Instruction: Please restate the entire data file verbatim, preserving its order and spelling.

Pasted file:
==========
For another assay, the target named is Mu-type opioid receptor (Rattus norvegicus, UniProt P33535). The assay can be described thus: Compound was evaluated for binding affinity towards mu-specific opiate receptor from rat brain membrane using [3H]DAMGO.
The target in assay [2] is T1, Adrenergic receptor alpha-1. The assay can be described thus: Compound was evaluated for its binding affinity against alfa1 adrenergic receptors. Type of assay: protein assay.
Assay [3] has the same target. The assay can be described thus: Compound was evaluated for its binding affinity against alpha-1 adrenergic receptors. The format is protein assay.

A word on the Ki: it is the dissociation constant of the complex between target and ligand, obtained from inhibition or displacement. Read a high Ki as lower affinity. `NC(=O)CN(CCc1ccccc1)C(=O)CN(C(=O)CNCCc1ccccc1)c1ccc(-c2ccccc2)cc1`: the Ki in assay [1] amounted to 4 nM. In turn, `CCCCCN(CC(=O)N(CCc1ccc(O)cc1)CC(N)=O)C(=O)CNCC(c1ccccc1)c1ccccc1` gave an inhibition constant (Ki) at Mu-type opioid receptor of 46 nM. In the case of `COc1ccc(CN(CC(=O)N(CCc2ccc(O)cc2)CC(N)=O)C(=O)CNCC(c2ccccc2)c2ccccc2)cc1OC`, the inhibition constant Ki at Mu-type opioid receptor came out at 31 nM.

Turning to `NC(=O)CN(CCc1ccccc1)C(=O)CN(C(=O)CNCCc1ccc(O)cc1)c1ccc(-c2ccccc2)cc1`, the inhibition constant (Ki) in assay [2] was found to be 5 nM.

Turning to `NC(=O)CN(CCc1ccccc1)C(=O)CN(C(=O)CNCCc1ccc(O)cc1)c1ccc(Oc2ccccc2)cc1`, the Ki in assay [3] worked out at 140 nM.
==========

For another assay, the target named is Mu-type opioid receptor (Rattus norvegicus, UniProt P33535). The assay can be described thus: Compound was evaluated for binding affinity towards mu-specific opiate receptor from rat brain membrane using [3H]DAMGO.
The target in assay [2] is T1, Adrenergic receptor alpha-1. The assay can be described thus: Compound was evaluated for its binding affinity against alfa1 adrenergic receptors. Type of assay: protein assay.
Assay [3] has the same target. The assay can be described thus: Compound was evaluated for its binding affinity against alpha-1 adrenergic receptors. The format is protein assay.

A word on the Ki: it is the dissociation constant of the complex between target and ligand, obtained from inhibition or displacement. Read a high Ki as lower affinity. `NC(=O)CN(CCc1ccccc1)C(=O)CN(C(=O)CNCCc1ccccc1)c1ccc(-c2ccccc2)cc1`: the Ki in assay [1] amounted to 4 nM. In turn, `CCCCCN(CC(=O)N(CCc1ccc(O)cc1)CC(N)=O)C(=O)CNCC(c1ccccc1)c1ccccc1` gave an inhibition constant (Ki) at Mu-type opioid receptor of 46 nM. In the case of `COc1ccc(CN(CC(=O)N(CCc2ccc(O)cc2)CC(N)=O)C(=O)CNCC(c2ccccc2)c2ccccc2)cc1OC`, the inhibition constant Ki at Mu-type opioid receptor came out at 31 nM.

Turning to `NC(=O)CN(CCc1ccccc1)C(=O)CN(C(=O)CNCCc1ccc(O)cc1)c1ccc(-c2ccccc2)cc1`, the inhibition constant (Ki) in assay [2] was found to be 5 nM.

Turning to `NC(=O)CN(CCc1ccccc1)C(=O)CN(C(=O)CNCCc1ccc(O)cc1)c1ccc(Oc2ccccc2)cc1`, the Ki in assay [3] worked out at 140 nM.